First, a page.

Association of chronic kidney disease with clinical outcomes after coronary revascularization: the Arterial Revascularization Therapies Study (ARTS).Am Heart J. 2005 Mar; 149(3):512-9.AH
Chronic kidney disease (CKD) is associated with adverse outcomes after coronary artery bypass graft surgery (CABG) and percutaneous coronary interventions (PCI), but it is unclear which of these revascularization strategies is associated with lower risk for morbidity and mortality in this population. In the Arterial Revascularization Therapies Study (ARTS), we compared long-term clinical outcomes after CABG or PCI with multivessel stenting in patients with CKD.
The ARTS randomly assigned 1205 participants with and without CKD to CABG or PCI with multivessel stenting. We defined CKD as creatinine clearance < or =60 mL/min, estimated by the Cockroft-Gault equation. The primary outcome was the composite of death, myocardial infarction (MI), or stroke; and, a secondary outcome was repeat revascularization. Participants were followed for a mean of 3 years after their intervention. We evaluated whether randomization to CABG or PCI was associated with different outcomes among participants with CKD.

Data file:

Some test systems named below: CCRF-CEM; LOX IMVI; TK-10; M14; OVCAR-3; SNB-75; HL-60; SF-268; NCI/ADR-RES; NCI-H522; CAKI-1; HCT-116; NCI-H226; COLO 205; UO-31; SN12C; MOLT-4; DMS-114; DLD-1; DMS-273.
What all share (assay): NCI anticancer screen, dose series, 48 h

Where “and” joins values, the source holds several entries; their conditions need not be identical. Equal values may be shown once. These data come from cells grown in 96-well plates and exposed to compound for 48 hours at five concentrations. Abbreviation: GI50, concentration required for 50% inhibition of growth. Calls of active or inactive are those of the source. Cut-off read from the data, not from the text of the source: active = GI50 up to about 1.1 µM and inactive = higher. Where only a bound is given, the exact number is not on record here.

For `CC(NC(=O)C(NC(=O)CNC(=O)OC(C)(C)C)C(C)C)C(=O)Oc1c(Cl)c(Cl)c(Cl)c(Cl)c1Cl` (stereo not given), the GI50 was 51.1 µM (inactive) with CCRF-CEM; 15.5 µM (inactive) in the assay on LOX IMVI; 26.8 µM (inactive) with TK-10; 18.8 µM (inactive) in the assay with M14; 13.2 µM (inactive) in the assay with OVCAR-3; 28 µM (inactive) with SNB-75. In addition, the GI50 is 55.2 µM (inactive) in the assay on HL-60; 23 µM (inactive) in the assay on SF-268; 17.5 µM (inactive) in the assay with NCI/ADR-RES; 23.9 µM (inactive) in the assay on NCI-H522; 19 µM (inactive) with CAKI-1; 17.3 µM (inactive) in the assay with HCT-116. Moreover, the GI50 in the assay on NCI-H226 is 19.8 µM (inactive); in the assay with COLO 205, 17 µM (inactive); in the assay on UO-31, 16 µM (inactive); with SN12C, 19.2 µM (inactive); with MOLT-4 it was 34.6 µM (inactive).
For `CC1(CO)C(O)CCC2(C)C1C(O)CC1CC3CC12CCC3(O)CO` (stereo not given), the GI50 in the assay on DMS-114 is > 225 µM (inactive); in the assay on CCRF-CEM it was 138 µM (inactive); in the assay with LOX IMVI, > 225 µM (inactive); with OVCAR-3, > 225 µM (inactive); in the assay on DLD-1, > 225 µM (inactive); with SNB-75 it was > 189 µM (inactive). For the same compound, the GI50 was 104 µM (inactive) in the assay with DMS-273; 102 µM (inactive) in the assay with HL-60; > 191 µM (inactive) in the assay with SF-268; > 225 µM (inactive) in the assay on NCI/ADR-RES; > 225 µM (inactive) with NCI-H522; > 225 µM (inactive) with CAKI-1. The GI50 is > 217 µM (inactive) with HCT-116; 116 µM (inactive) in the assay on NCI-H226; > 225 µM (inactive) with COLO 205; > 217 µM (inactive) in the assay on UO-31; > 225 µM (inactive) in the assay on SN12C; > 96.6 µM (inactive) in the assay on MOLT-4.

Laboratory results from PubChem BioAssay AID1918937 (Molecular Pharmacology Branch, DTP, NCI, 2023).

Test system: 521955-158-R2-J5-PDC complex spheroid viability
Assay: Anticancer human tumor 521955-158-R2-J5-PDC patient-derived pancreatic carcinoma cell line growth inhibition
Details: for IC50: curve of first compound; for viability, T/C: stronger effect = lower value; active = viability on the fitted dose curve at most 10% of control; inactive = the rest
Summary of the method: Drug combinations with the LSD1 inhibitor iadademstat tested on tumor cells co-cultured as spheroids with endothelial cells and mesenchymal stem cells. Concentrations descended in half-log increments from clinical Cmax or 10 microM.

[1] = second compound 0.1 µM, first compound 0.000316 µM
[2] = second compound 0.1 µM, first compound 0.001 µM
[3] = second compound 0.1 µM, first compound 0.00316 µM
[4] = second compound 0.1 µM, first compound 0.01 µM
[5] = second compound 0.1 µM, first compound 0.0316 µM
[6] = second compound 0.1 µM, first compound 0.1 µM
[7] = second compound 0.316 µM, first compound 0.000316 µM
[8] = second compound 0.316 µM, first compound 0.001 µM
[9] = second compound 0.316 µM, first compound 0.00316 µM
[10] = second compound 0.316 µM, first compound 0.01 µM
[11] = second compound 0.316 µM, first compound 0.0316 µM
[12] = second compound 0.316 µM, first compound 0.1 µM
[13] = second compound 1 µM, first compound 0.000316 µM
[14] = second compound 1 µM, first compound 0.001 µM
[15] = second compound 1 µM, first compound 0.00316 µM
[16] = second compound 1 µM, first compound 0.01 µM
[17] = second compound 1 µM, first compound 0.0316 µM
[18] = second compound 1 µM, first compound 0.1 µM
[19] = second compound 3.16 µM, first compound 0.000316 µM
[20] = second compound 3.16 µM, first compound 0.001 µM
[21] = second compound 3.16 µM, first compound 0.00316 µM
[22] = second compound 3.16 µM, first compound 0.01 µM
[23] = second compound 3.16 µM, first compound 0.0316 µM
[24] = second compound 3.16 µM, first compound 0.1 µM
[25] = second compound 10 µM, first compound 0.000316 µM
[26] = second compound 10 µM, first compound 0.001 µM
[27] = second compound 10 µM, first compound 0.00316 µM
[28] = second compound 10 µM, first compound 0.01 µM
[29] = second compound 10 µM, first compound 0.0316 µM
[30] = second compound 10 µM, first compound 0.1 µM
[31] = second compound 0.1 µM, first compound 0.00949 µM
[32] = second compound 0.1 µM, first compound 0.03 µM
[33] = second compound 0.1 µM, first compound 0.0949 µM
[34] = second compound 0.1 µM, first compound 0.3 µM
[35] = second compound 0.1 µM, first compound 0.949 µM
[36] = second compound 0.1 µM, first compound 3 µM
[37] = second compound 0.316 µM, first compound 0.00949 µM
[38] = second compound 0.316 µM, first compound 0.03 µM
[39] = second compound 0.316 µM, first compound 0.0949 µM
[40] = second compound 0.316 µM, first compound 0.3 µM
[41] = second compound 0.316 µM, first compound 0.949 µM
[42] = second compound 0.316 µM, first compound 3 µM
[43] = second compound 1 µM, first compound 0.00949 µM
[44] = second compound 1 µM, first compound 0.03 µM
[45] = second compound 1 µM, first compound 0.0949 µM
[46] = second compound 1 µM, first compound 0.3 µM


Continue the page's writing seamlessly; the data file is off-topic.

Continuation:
Two hundred ninety participants (25%) had CKD at entry into ARTS. One hundred fifty-one received PCI, and 139 received CABG. No difference was observed in the primary endpoint with CABG or PCI among CKD participants (adjusted Hazard Ratio [HR] CABG vs PCI = 0.93; 95% CI 0.54-1.60; P = .97). However, CABG was associated with a reduced risk for repeat revascularization (HR = 0.28; 95% CI 0.14-0.54; P < .01). Compared with participants with normal renal function, CKD was associated with a nearly 2-fold risk for the primary outcome (unadjusted HR = 1.9; 95% CI 1.4-2.7; P < .01). After multivariate adjustment, this association remained significant (HR 1.6; 95% CI 1.1-2.4).
In patients with multivessel CAD and CKD, treatment with CABG or PCI with multivessel stenting led to similar outcomes of death, MI, or stroke, but CABG was associated with decreased repeat revascularizations. When compared with ARTS participants with normal renal function, those with CKD had substantially elevated risk of adverse clinical outcomes after coronary revascularization.